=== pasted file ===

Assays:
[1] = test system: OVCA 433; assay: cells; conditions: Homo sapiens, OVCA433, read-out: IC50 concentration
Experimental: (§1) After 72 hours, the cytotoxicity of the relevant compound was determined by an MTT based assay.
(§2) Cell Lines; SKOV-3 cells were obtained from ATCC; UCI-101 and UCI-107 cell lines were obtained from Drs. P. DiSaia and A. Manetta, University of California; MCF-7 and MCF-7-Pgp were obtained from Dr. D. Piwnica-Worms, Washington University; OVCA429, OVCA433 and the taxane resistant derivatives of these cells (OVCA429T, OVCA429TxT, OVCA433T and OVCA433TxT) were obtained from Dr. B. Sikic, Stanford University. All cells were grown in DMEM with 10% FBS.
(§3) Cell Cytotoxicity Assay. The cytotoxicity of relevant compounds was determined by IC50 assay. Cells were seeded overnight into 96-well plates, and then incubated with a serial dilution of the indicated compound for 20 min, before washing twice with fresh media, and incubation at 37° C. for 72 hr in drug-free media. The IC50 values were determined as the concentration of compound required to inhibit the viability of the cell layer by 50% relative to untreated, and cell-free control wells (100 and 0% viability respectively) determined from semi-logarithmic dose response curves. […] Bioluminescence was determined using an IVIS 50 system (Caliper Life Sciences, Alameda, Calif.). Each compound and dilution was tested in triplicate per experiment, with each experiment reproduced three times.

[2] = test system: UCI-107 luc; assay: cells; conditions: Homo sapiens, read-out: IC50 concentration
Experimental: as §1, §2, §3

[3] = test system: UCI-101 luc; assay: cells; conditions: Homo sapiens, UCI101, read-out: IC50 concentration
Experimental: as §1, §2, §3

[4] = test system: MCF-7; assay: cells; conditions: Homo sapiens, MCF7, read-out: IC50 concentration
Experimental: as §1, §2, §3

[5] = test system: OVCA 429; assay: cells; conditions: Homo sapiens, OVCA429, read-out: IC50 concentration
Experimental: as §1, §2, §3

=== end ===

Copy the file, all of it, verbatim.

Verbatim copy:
Assays:
[1] = test system: OVCA 433; assay: cells; conditions: Homo sapiens, OVCA433, read-out: IC50 concentration
Experimental: (§1) After 72 hours, the cytotoxicity of the relevant compound was determined by an MTT based assay.
(§2) Cell Lines; SKOV-3 cells were obtained from ATCC; UCI-101 and UCI-107 cell lines were obtained from Drs. P. DiSaia and A. Manetta, University of California; MCF-7 and MCF-7-Pgp were obtained from Dr. D. Piwnica-Worms, Washington University; OVCA429, OVCA433 and the taxane resistant derivatives of these cells (OVCA429T, OVCA429TxT, OVCA433T and OVCA433TxT) were obtained from Dr. B. Sikic, Stanford University. All cells were grown in DMEM with 10% FBS.
(§3) Cell Cytotoxicity Assay. The cytotoxicity of relevant compounds was determined by IC50 assay. Cells were seeded overnight into 96-well plates, and then incubated with a serial dilution of the indicated compound for 20 min, before washing twice with fresh media, and incubation at 37° C. for 72 hr in drug-free media. The IC50 values were determined as the concentration of compound required to inhibit the viability of the cell layer by 50% relative to untreated, and cell-free control wells (100 and 0% viability respectively) determined from semi-logarithmic dose response curves. […] Bioluminescence was determined using an IVIS 50 system (Caliper Life Sciences, Alameda, Calif.). Each compound and dilution was tested in triplicate per experiment, with each experiment reproduced three times.

[2] = test system: UCI-107 luc; assay: cells; conditions: Homo sapiens, read-out: IC50 concentration
Experimental: as §1, §2, §3

[3] = test system: UCI-101 luc; assay: cells; conditions: Homo sapiens, UCI101, read-out: IC50 concentration
Experimental: as §1, §2, §3

[4] = test system: MCF-7; assay: cells; conditions: Homo sapiens, MCF7, read-out: IC50 concentration
Experimental: as §1, §2, §3

[5] = test system: OVCA 429; assay: cells; conditions: Homo sapiens, OVCA429, read-out: IC50 concentration
Experimental: as §1, §2, §3